Are your teachers data literate?

Educators must be well-versed in the components of analyzing and using data to make informed decisions
By: | Issue: March, 2019
February 12, 2019

Data literacy refers to understanding how to create and select high-quality assessments, how to integrate assessment practices and assessment results into action, and knowing how to communicate accurately about student learning.

The level of data literacy fluctuates from teacher to teacher, and with a clear vision and mission from the school and district leaders, teachers are better able to build upon the foundation of their previously established data literacy.

School leaders can address the challenges of data literacy by providing professional development opportunities to share the conceptual framework for data literacy, and expose teachers and staff to various forms of assessment and analysis of data.

Leaders must also ensure that educators are well versed in curriculum design and best instructional practices, as these are essential components of analyzing and using data to make informed decisions. Educational leaders must also establish trusting relationships with staff so that they feel comfortable asking questions and taking risks where data literacy is concerned.

Allowing teachers time for self- reflection and self -exploration regarding their data literacy profile is imperative in knowing how to support teachers in building their capacity.

There are various structures that can be implemented to increase educator’s capacities to use data to inform teaching and learning and ultimately improve student outcomes. The Data Wise Improvement Process, for example, is an eight-step model from the Harvard Graduate School of Education (DAmag.me/dwip) that guides teams of educators from schools or systems in working collaboratively to improve teaching and learning through evidence-based analysis.

Challenges for creating a data literate staff/culture include motivating staff to want to understand the need and benefits of data analysis and use.

One challenge of implementing a school or district wide model is time for professional development and time for teachers to practice and model the program (Boudett, City & Murnane, 2013). There are many moving parts in every school district system, so in order to implement a “program” for increasing teacher’s data literacy, the district must implement the process with complete fidelity.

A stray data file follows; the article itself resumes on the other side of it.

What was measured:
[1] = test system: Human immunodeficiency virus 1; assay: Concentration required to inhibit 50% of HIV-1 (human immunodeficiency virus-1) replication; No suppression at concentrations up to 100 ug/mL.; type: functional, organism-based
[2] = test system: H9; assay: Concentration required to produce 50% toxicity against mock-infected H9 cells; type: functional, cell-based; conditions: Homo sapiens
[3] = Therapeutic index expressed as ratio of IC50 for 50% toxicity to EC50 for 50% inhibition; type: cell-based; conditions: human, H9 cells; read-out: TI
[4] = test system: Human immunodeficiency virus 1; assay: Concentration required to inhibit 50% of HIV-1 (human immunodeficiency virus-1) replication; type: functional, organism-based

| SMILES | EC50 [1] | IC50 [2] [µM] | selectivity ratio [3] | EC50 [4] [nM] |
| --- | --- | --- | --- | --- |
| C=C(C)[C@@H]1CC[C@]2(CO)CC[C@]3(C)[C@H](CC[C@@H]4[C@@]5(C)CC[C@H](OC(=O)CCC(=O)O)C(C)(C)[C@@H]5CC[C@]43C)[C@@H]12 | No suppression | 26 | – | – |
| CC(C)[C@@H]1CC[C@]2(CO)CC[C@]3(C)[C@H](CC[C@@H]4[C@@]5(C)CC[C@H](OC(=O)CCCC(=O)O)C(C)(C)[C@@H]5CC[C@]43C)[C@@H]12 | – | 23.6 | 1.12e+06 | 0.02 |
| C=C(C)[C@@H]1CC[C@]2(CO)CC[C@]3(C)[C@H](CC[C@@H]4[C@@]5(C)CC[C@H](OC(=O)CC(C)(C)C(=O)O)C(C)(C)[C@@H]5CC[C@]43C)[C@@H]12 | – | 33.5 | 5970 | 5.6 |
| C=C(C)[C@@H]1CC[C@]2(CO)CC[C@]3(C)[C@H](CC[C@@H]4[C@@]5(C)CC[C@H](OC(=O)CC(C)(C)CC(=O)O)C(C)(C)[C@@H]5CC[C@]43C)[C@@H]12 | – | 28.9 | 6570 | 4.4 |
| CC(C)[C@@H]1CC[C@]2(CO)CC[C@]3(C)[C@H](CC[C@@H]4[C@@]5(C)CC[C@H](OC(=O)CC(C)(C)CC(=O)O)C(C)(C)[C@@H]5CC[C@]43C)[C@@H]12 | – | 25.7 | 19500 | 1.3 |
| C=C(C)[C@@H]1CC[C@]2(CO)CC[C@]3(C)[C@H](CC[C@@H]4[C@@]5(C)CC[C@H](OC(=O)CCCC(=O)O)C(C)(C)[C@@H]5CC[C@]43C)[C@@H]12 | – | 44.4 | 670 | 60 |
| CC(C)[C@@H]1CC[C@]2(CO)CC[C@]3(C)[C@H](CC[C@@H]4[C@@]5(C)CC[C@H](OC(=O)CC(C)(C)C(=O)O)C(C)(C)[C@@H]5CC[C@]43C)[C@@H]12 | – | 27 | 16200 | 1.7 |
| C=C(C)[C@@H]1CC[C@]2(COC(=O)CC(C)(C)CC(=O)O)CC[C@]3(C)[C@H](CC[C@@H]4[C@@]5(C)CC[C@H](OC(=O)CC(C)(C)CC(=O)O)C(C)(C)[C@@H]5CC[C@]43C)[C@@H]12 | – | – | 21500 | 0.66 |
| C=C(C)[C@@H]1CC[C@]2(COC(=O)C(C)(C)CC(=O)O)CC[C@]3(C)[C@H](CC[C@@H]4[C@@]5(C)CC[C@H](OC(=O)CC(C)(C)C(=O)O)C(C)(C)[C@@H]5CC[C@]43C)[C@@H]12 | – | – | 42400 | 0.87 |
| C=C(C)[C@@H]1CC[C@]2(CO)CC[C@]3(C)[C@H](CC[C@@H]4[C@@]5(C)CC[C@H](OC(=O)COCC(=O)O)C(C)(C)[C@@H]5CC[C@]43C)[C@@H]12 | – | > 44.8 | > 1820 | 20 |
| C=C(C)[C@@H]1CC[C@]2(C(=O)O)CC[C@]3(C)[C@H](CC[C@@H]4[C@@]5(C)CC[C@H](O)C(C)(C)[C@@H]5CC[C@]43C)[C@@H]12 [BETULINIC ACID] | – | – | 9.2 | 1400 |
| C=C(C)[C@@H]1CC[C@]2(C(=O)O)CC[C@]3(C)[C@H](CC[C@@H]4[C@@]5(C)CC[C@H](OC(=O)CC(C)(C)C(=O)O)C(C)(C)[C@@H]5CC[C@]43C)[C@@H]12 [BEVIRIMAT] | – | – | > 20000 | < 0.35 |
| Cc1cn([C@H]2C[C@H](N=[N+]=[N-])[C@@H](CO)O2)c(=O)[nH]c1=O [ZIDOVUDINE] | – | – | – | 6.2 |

Who benefits?

School leaders set the tone for all opportunities that exist within their school, and we know that school culture is established by the school leader. Good leaders lead by example, thus in order for school leaders to establish a culture which values and effectively uses data to inform instruction, they must model their own value of data analysis and use.

The stakeholders for data driven decision-making include all members of a school organization; these include teachers, staff, students and parents, depending upon the types of decisions being made. Data teams vary, and it is important to consider who the stakeholders are, or should be, in order to make the best and most informed decisions about a child’s progress and programs.

Challenges for creating a data literate staff/culture include motivating staff to want to understand the need and benefits of data analysis and use.

Educators often feel overwhelmed due to the constant and ongoing changes within our system. We need to invite them to reflect upon their needs and offer input as to what type of professional development structure would efficiently and effectively support their needs. Inviting stakeholders to derive a plan always increases buy-in, and allows staff to feel valued.

Lori Koerner has been in the field of education for three decades. She is currently the principal of Tremont Elementary School in the Patchogue-Medford School District on Long Island in New York.